God’s Word for You – Luke 5:39 Is the old always better?

LUKE 5:39

39 And no one who is drinking old wine wants new, because he says, ‘The old is fine.’”

There are a couple of different words in Greek for “new.” They’re both back in verse 38: neos (νέος) meaning new in age, and kainos (καινός) meaning a better quality, or “fresh.” Here, Jesus calls the new wine neos, and in doing so he draws our attention to what is considered “old.” Old wine isn’t necessarily better. It’s true that some wine can get better with age, and when this happens, it’s excellent. However, a poorly made or a poorly stored wine, or one that’s been subject to stress (heat, cold, etc.) can get bad and even sour. In that case, drinking an older wine just because it’s old is a poor choice when there’s a newer, sweeter wine available.

The meaning of this little parable is that people have a hard time making a change, and this is just as true of maturing from Judaism to Christianity as it is to get out of the habit of preferring old for the sake of it being old in favor of something new.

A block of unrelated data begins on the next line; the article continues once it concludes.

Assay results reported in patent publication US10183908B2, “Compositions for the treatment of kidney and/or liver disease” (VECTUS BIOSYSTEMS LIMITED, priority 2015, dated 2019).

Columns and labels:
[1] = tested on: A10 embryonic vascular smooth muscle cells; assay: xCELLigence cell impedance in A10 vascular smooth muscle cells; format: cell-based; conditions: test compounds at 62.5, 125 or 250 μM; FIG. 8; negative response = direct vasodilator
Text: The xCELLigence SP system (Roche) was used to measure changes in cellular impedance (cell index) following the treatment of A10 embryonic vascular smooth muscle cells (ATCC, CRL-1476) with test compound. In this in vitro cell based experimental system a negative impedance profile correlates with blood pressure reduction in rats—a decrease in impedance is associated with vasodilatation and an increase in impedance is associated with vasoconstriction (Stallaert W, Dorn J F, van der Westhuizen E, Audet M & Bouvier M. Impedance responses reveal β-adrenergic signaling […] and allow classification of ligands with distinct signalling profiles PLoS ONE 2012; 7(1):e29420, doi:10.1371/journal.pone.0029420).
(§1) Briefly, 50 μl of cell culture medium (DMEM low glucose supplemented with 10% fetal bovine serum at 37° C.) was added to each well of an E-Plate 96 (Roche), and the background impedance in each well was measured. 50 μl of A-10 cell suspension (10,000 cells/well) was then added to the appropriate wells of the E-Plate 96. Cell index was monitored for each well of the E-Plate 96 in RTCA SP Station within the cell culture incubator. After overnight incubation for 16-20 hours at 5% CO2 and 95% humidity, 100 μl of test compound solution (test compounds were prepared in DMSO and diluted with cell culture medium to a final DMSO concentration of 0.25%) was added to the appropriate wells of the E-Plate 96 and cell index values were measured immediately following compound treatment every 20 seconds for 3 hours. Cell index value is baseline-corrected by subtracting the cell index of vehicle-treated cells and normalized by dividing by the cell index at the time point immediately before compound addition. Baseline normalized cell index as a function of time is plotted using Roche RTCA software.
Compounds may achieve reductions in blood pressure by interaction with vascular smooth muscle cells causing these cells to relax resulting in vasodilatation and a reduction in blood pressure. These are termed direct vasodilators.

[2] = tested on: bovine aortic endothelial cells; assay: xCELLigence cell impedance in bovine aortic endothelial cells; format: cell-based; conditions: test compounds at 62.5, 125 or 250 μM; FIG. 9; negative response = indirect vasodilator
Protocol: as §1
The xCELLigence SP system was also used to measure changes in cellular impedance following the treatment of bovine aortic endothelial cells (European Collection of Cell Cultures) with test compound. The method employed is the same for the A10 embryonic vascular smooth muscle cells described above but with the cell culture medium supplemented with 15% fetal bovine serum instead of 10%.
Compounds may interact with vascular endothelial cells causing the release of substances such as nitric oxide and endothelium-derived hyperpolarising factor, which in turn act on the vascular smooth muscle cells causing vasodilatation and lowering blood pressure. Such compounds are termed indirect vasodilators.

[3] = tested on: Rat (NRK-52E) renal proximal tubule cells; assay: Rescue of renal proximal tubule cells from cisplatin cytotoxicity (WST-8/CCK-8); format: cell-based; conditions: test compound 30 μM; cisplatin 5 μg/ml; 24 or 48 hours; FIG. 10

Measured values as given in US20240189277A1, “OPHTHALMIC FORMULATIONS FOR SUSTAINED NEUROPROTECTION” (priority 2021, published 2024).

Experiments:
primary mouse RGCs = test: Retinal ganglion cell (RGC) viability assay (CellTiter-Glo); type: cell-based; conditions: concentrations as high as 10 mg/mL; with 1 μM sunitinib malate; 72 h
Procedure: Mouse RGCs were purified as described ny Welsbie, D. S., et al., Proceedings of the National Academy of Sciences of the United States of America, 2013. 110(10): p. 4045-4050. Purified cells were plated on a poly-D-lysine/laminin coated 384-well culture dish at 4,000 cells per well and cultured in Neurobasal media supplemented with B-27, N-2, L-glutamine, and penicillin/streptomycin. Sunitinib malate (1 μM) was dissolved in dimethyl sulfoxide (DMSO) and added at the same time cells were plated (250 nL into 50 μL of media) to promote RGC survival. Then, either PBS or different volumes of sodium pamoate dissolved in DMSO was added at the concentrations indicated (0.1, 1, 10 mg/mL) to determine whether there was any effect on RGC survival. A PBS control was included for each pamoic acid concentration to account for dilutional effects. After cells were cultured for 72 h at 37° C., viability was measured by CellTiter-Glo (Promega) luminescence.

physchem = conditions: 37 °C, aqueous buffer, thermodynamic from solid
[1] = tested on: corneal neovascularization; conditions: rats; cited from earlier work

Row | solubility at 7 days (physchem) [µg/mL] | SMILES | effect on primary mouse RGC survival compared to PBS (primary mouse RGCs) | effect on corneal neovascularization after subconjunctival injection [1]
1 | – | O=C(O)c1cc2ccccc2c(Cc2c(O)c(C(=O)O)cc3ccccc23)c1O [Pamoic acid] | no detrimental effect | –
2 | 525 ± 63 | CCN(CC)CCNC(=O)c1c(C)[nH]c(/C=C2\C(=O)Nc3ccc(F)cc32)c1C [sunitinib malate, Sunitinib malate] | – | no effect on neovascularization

Jesus is being patient with the Pharisees and the disciples of John; he isn’t excusing them. He knows—his omniscience includes even this—that most people don’t like change. But this change, abandoning the old to embrace the new, would be the best thing that ever happened to them.

It’s a strange teaching! It’s a very different way of living! Their point of view had been wrong, and it’s always hard to admit that you’re wrong. Their opinion of the old covenant was that it was all about obedience to achieve righteousness. But that was a Pharisee’s point of view; not a biblical point of view. The old covenant was all about righteousness given by the grace of God, emphasized by the impossibility of achieving it through obedience. God had said, “I desire mercy, not sacrifice” (Hosea 6:6). Righteousness was not earned by Abraham; it was credited to him because of his faith (Genesis 15:6). This fact was embraced throughout the Old Testament, even to the point of being quoted in the Psalms (Psalm 106:31) and prophets (Ezekiel 18:20). It was always God’s plan. It was what God promised.

By the grace of God, we live by the promise. What God promised through Christ has been fulfilled. The old has been proven to be useless and spoiled; the new is sweet and delightful, and is ours forever.

In Christ,
Pastor Timothy Smith

Archives by Wisconsin Lutheran Chapel: http://www.wlchapel.org/worship/daily-devotion/
Pastor Smith serves St. Paul’s Lutheran Church, New Ulm, Minnesota


Leave a Reply

Your email address will not be published. Required fields are marked *